# (Average) Number of cycles of length m in permutations on N with k cycles

Suppose we have permutations on $[1,2,...,n]$ that have exactly $k$ cycles (which there are $|s(n,k)|$ of where $s(n,k)$ is the Stirling number of the first kind).

What is the average number of cycles of length $m$ for one of these permutations? Let's call this number $C(m,n,k)$.

So for $m=1$, this is the total number of fixed points in all those permutations divided by |s(n,k)|. Even for this case I'm having trouble formulating a recurrence relation.

We know by definition that $\sum_m C(m,n,k)=k$ and $\sum_m m.C(m,n,k)=n$.

For example, for $n=4,k=2$, $|s(4,2)|=11$ and we have, $$C(1,4,2) = 8/11, \qquad C(2,4,2) = 6/11, \qquad C(3,4,2) = 8/11$$ and for $n=9, k=3$, $|s(9,3)|=118124$ and we have, $$\;\;\;C(1,9,3)=117612/|s(9,3)|=0.9957..., \\\; C(2,9,3)= 63504/|s(9,3)|=0.5376...,\\\; C(3,9,3)=46032/|s(9,3)|=0.3897..., \\\; C(4,9,3)=37800/|s(9,3)|=0.3200...,\\\; C(5,9,3)=33264/|s(9,3)|=0.2816...,\\\; C(6,9,3)=30240/|s(9,3)|=0.2560...,\\\;C(7,9,3)=25920/|s(9,3)|=0.2194...$$

At the moment, I'm mainly interested in the case where $n=k^2$. From the above experiment it seems possibly \lim_{k\to\infty} C(1,k^2,k)=1. edit: From Marko's answer this is not true.

Ultimately, I'm interested the cumulative distribution, say, $$\lim_{k\to\infty} \sum_{m=0}^{kx} C(m,k^2,k)$$

Any references or help would be greatly appreciated.

For the first part of the question with $$Q(n, k, m)$$ the number of cycles of size $$m$$ among permutations of $$[n]$$ having $$k$$ cycles we get the species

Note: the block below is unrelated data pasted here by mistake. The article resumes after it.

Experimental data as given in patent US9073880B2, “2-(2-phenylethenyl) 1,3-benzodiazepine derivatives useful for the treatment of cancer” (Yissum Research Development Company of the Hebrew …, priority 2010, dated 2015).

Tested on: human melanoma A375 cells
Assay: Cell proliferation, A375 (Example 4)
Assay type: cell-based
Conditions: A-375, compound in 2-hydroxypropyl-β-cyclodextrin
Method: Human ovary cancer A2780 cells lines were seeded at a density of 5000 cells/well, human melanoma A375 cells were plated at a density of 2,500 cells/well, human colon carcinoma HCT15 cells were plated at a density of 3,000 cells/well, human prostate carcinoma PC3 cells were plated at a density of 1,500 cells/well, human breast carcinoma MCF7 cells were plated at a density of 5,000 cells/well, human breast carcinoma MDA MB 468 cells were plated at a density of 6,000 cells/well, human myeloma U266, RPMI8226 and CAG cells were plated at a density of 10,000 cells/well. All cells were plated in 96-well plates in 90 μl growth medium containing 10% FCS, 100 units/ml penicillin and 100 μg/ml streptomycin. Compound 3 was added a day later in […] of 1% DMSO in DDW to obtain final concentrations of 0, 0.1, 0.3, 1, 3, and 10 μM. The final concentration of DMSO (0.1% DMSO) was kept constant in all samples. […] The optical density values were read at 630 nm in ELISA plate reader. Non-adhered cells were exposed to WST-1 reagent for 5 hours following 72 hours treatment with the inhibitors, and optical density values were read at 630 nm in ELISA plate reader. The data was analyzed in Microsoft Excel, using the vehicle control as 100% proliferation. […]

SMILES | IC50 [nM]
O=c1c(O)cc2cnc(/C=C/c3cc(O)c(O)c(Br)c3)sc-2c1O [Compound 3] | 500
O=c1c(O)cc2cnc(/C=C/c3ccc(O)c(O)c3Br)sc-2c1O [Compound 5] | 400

$$\def\textsc#1{\dosc#1\csod} \def\dosc#1#2\csod{{\rm #1{\small #2}}}\textsc{SET}_{=k}( \textsc{CYC}_{\lt m}(\mathcal{Z}) + \mathcal{U}\times \textsc{CYC}_{= m}(\mathcal{Z}) + \textsc{CYC}_{\gt m}(\mathcal{Z})).$$

This yields the bivariate generating function

$$G(z, u) = \frac{1}{k!}\left(\log\frac{1}{1-z}-\frac{z^m}{m} + u\frac{z^m}{m}\right)^k.$$

The desired statistic has generating function

$$\left.\frac{\partial}{\partial u} G(z, u)\right|_{u=1} \\ = \left. \frac{1}{(k-1)!}\left(\log\frac{1}{1-z}-\frac{z^m}{m} + u\frac{z^m}{m}\right)^{k-1} \frac{z^m}{m} \right|_{u=1} \\ = \frac{1}{(k-1)!} \left(\log\frac{1}{1-z} \right)^{k-1} \frac{z^m}{m}.$$

Extracting coefficients we obtain

$$n! [z^n] \frac{z^m}{m} \frac{1}{(k-1)!} \left(\log\frac{1}{1-z} \right)^{k-1} \\ = \frac{n!}{m} [z^{n-m}] \frac{1}{(k-1)!} \left(\log\frac{1}{1-z} \right)^{k-1} \\ = \frac{n!}{m (n-m)!} (n-m)! [z^{n-m}] \frac{1}{(k-1)!} \left(\log\frac{1}{1-z} \right)^{k-1}.$$

Divide by $${n\brack k}$$ for the expectation

$$\bbox[5px,border:2px solid #00A000]{ \frac{n!}{m (n-m)!} {n-m\brack k-1} {n\brack k}^{-1}.}$$

For the proof that these sum to $$k$$ which must hold by first principles we observe that we need $$n-m\ge k-1$$ or $$n+1-k\ge m$$ and obtain the claim

$${n\brack k}^{-1} \sum_{m=1}^{n+1-k} \frac{n!}{m (n-m)!} {n-m\brack k-1} = k.$$

The EGF of the sum is

$$\sum_{n\ge k} \frac{w^n}{n!} \sum_{m=1}^{n+1-k} \frac{n!}{m (n-m)!} (n-m)! [z^{n-m}] \frac{1}{(k-1)!} \left(\log\frac{1}{1-z} \right)^{k-1} \\ = \sum_{n\ge k} w^n \sum_{m=1}^{n+1-k} \frac{1}{m} [z^{n}] z^m \frac{1}{(k-1)!} \left(\log\frac{1}{1-z} \right)^{k-1}.$$